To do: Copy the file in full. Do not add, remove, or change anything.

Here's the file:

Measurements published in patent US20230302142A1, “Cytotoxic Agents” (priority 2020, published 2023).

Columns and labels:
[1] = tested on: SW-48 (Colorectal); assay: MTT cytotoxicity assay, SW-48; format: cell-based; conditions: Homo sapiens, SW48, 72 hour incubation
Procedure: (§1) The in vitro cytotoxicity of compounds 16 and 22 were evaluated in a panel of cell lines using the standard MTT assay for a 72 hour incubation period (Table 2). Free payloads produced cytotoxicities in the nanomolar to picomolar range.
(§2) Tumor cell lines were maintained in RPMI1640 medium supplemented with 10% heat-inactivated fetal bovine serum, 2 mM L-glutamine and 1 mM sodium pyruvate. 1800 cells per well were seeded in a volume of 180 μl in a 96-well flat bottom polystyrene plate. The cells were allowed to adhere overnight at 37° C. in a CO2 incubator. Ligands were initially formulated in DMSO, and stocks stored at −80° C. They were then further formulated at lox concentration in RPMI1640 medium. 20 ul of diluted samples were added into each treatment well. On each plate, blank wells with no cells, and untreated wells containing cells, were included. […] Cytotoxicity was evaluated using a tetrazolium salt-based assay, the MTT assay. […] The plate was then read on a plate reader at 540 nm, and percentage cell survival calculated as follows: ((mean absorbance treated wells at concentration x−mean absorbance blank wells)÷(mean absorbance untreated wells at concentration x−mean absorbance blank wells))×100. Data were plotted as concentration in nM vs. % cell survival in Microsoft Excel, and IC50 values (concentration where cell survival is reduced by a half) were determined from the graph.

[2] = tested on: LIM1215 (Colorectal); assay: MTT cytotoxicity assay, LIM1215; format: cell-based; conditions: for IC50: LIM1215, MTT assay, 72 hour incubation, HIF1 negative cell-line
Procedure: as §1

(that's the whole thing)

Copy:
Measurements published in patent US20230302142A1, “Cytotoxic Agents” (priority 2020, published 2023).

Columns and labels:
[1] = tested on: SW-48 (Colorectal); assay: MTT cytotoxicity assay, SW-48; format: cell-based; conditions: Homo sapiens, SW48, 72 hour incubation
Procedure: (§1) The in vitro cytotoxicity of compounds 16 and 22 were evaluated in a panel of cell lines using the standard MTT assay for a 72 hour incubation period (Table 2). Free payloads produced cytotoxicities in the nanomolar to picomolar range.
(§2) Tumor cell lines were maintained in RPMI1640 medium supplemented with 10% heat-inactivated fetal bovine serum, 2 mM L-glutamine and 1 mM sodium pyruvate. 1800 cells per well were seeded in a volume of 180 μl in a 96-well flat bottom polystyrene plate. The cells were allowed to adhere overnight at 37° C. in a CO2 incubator. Ligands were initially formulated in DMSO, and stocks stored at −80° C. They were then further formulated at lox concentration in RPMI1640 medium. 20 ul of diluted samples were added into each treatment well. On each plate, blank wells with no cells, and untreated wells containing cells, were included. […] Cytotoxicity was evaluated using a tetrazolium salt-based assay, the MTT assay. […] The plate was then read on a plate reader at 540 nm, and percentage cell survival calculated as follows: ((mean absorbance treated wells at concentration x−mean absorbance blank wells)÷(mean absorbance untreated wells at concentration x−mean absorbance blank wells))×100. Data were plotted as concentration in nM vs. % cell survival in Microsoft Excel, and IC50 values (concentration where cell survival is reduced by a half) were determined from the graph.

[2] = tested on: LIM1215 (Colorectal); assay: MTT cytotoxicity assay, LIM1215; format: cell-based; conditions: for IC50: LIM1215, MTT assay, 72 hour incubation, HIF1 negative cell-line
Procedure: as §1